1. Zingiberaceae Martinov

    1. This family is accepted.

[FTEA]

Zingiberaceae, J.M.Lock. Flora of Tropical East Africa. 1985

Habit
Perennial herbs, usually with creeping rhizomes; usually terrestrial but occasionally (not in East Africa) epiphytic; sterile and fertile shoots often separate, usually unbranched All parts are glabrous, or hairy with simple (rarely stellate) unicellular hairs (bicellular in >i>Costus)
General
Vegetative parts with oil cells (except in Costus) and aromatic
Leaves
Leaves solitary at the nodes or occasionally crowded at the base of the stem, alternate and 2-rowed, or (>i>Costus) in an open spiral, consisting of sheath, ligule and lamina; sheaths encircling the stem, sometimes forming a pseudostem, with the margins free or joined; ligule adaxial, often bilobed, sometimes (>i>Costus) encircling the stem and then often called an ochrea; lamina usually narrowly elliptic, narrowing into a short false petiole, with a strong median nerve and parallel laterals which diverge from the midrib at about 45° (in >i>Costus the laterals are themselves joined by parallel tertiary veins)
Inflorescences
Inflorescences racemose (spikes, panicles and racemes occur); bracts and bracteoles (if present) usually large and conspicuous, sometimes coloured
Flowers
Flowers (hermaphrodite, strongly zygomorphic, 3-merous
Calyx
Calyx tubular or spathaceous, often 3-lobed at the apex, valvate
Corolla
Petals 3, equal or unequal, fused at the base with the androecium to form a perianth-tube, imbricate in bud
Androecium
Androecium composed of a single, often petaloid stamen, with anther-thecae dehiscing by longitudinal slits, and a large petaloid variously lobed member, the labellum, formed from 2 fused staminodes (filamentous outgrowths at the base of the stamen are sometimes claimed to represent other staminodes; in >i>Costus 5 staminodes are believed to be involved in the formation of the labellum)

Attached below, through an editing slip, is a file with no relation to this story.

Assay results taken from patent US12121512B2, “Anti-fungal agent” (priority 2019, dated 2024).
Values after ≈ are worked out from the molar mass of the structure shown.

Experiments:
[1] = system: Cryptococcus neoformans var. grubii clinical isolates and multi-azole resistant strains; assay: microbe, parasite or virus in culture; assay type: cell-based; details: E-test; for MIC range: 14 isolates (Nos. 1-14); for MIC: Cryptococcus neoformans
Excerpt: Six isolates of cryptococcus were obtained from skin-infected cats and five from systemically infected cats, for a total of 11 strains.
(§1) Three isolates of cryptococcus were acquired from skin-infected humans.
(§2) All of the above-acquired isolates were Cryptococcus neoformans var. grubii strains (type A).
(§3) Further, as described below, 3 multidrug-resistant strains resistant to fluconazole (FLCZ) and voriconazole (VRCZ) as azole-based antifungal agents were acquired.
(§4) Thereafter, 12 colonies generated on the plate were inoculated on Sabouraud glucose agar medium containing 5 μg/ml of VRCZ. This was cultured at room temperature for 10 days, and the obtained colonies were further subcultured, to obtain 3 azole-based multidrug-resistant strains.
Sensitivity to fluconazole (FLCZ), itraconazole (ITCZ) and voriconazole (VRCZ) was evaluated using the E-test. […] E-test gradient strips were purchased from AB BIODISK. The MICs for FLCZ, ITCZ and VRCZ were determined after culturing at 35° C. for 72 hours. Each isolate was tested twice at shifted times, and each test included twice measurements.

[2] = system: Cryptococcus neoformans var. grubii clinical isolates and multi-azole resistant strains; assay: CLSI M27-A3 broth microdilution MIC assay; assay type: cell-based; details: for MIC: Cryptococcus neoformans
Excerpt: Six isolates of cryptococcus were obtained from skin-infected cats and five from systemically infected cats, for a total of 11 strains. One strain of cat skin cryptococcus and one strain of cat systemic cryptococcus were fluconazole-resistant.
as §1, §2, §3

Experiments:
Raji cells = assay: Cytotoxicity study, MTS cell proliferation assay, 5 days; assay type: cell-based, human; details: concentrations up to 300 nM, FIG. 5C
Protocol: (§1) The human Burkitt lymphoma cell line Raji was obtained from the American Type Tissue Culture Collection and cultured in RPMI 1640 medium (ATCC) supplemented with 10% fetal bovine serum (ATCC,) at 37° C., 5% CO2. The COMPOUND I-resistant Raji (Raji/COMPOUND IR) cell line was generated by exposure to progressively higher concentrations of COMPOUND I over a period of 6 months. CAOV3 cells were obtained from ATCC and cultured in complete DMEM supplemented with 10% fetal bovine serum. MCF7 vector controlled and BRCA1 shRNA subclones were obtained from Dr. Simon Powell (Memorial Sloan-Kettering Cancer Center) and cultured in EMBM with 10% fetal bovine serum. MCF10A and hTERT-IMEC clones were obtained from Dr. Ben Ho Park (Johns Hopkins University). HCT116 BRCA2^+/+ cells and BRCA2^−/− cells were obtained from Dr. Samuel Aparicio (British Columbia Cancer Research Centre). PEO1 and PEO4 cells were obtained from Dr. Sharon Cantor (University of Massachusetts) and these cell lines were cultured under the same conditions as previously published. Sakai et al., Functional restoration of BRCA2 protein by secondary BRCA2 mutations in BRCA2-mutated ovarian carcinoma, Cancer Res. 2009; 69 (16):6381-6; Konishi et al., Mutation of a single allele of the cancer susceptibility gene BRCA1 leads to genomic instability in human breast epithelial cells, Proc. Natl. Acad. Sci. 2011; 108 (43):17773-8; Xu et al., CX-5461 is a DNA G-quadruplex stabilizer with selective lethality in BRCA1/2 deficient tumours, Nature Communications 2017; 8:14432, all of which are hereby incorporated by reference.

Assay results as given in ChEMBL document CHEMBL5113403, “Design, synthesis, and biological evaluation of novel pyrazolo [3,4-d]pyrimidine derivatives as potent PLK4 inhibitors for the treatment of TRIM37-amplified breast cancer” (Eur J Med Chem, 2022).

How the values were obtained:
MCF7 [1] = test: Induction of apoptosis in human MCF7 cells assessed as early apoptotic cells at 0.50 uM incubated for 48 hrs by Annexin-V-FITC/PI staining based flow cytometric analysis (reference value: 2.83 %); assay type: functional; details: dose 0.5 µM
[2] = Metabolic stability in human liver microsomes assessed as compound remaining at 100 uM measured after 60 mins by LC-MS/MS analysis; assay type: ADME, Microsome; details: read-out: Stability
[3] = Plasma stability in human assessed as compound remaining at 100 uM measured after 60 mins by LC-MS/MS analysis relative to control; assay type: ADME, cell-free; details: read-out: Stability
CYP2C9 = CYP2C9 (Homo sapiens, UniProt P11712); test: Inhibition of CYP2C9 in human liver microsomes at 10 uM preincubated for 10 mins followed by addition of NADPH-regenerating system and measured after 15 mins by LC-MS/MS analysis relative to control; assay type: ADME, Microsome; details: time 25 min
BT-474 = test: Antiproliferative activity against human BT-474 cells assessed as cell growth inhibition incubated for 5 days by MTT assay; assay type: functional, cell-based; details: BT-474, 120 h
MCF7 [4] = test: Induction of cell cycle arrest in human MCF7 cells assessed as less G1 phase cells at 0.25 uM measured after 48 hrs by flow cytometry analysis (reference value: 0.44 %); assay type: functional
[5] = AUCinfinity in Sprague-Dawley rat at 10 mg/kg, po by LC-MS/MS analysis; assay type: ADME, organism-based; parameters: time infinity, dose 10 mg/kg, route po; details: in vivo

Gynoecium
Ovary inferior, 3-locular, with axile placentation and usually numerous ovules; style and stigma one
Nectaries
Nectaries of various forms occur either beside the style-base (those which are paired and elongated have often been called stylodia), or embedded in the top of the ovary
Fruits
Fruit a berry or capsule, often large and with thick fleshy walls, usually black or red when ripe; sometimes subterranean
Seeds
Seeds surrounded by a fimbriate aril, usually smooth and hard, with abundant endosperm
[NTK]

Maas, P.J.M. & Maas-van de Kamer, H. (2009). Neotropical Zingiberaceae.

Morphology
Description

Perennial often large-sized, aromatic herbs, with rhizomes; indument composed of simple to stellate hairs. Stems terete , straight. Leaves alternate , distichous , with open sheaths and a very small, truncate ligule . Inflorescence generally a terminal panicle , mostly on a separate leafless shoot ; bracts mostly herbaceous to membranous , often soon falling off, each subtending 1-10 flowers; bracteole herbaceous , tubular and closed before anthesis, sometimes cup-shaped and open even before anthesis. Flowers zygomorphic ; calyx tubular, turbinate , or urceolate, 3- lobed ; petals 3, connate into a distinct tube; fertile stamen 1, with a very short filament , anther 1; labellum equaling the corolla , basal part narrowed, with 2 minute tooth-like lateral staminodes, apical part 3- lobed , tubular or horizontally spreading; style 1, filiform , lying close to the stamen and embraced by the thecae, stigma 1, cup-shaped; ovary inferior, 3-locular, with nectarial glands around the base of the style , placentation axile , ovules many, anatropous. Fruit an often red to black capsule , 3-locular, mostly crowned by the persistent calyx , longitudinally and loculicidally dehiscent . Seeds many, ellipsoid , with a large, yellow, orange, or white aril , glossy brown.

General Description
Notes on delimitation
  • Zingiberaceae belong to the order of Zingiberales. Neotropical Zingiberaceae can be distinguished from all other families in this order by being aromatic and in having an indument often composed of stellate hairs.
Status
  • Aframomum K.Schum. - cultivated.
  • Alpinia Roxb. - cultivated.
  • Boesenbergia Kuntze - cultivated.
  • Curcuma L. - cultivated and sometimes naturalized (C. xanthorrhiza).
  • Etlingera Giseke - cultivated.
  • Hedychium J.Koenig - cultivated, but often naturalized (H. coronarium).